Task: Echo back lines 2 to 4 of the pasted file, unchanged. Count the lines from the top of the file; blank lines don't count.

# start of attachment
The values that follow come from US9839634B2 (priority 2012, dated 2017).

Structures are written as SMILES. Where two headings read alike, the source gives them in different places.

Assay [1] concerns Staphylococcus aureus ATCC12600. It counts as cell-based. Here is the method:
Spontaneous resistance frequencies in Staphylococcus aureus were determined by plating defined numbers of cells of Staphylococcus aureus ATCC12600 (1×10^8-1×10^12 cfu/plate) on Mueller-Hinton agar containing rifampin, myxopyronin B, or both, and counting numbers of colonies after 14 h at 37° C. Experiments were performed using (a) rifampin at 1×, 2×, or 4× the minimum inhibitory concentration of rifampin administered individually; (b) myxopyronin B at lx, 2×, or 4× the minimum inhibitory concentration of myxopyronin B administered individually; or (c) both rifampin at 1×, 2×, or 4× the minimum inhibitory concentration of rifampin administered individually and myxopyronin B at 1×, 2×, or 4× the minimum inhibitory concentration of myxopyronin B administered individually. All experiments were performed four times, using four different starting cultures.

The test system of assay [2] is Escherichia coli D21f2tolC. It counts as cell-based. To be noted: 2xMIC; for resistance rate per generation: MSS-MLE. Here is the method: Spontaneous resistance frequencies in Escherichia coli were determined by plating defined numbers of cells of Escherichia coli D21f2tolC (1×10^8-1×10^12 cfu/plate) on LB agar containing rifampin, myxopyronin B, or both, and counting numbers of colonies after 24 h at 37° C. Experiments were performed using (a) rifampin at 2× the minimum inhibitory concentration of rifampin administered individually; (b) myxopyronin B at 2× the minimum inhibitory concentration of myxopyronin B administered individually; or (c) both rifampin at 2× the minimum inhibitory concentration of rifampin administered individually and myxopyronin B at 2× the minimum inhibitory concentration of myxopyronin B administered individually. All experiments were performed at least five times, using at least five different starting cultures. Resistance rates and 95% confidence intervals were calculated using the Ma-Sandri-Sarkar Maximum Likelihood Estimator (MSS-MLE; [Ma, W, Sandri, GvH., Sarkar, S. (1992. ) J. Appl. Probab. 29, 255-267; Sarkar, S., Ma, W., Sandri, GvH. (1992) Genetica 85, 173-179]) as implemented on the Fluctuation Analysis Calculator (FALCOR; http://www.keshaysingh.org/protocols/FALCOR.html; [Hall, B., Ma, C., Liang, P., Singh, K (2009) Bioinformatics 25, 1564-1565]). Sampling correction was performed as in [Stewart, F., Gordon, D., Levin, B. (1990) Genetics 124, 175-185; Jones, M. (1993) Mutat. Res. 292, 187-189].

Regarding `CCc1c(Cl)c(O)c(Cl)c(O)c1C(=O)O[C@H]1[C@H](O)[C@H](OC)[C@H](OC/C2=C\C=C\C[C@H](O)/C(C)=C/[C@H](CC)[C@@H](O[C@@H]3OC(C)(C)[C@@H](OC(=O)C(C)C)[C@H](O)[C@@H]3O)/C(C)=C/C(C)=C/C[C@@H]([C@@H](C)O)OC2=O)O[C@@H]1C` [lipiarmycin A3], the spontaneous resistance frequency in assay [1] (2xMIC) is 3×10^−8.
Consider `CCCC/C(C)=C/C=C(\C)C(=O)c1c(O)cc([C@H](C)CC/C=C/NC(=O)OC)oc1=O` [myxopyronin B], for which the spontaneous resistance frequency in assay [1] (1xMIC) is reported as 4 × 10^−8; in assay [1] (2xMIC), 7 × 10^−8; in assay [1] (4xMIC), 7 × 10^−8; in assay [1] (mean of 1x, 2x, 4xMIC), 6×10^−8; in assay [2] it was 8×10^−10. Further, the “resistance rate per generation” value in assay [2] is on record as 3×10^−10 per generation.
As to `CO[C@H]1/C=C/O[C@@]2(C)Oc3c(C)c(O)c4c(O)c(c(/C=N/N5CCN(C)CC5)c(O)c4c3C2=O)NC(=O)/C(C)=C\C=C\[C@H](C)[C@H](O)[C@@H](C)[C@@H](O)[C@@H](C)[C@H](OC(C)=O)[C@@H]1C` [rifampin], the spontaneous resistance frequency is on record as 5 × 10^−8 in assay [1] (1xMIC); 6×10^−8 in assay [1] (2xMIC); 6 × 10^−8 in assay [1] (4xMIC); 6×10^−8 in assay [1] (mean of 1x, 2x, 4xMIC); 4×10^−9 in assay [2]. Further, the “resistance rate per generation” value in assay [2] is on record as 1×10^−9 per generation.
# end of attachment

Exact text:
Structures are written as SMILES. Where two headings read alike, the source gives them in different places.

Assay [1] concerns Staphylococcus aureus ATCC12600. It counts as cell-based. Here is the method:
Spontaneous resistance frequencies in Staphylococcus aureus were determined by plating defined numbers of cells of Staphylococcus aureus ATCC12600 (1×10^8-1×10^12 cfu/plate) on Mueller-Hinton agar containing rifampin, myxopyronin B, or both, and counting numbers of colonies after 14 h at 37° C. Experiments were performed using (a) rifampin at 1×, 2×, or 4× the minimum inhibitory concentration of rifampin administered individually; (b) myxopyronin B at lx, 2×, or 4× the minimum inhibitory concentration of myxopyronin B administered individually; or (c) both rifampin at 1×, 2×, or 4× the minimum inhibitory concentration of rifampin administered individually and myxopyronin B at 1×, 2×, or 4× the minimum inhibitory concentration of myxopyronin B administered individually. All experiments were performed four times, using four different starting cultures.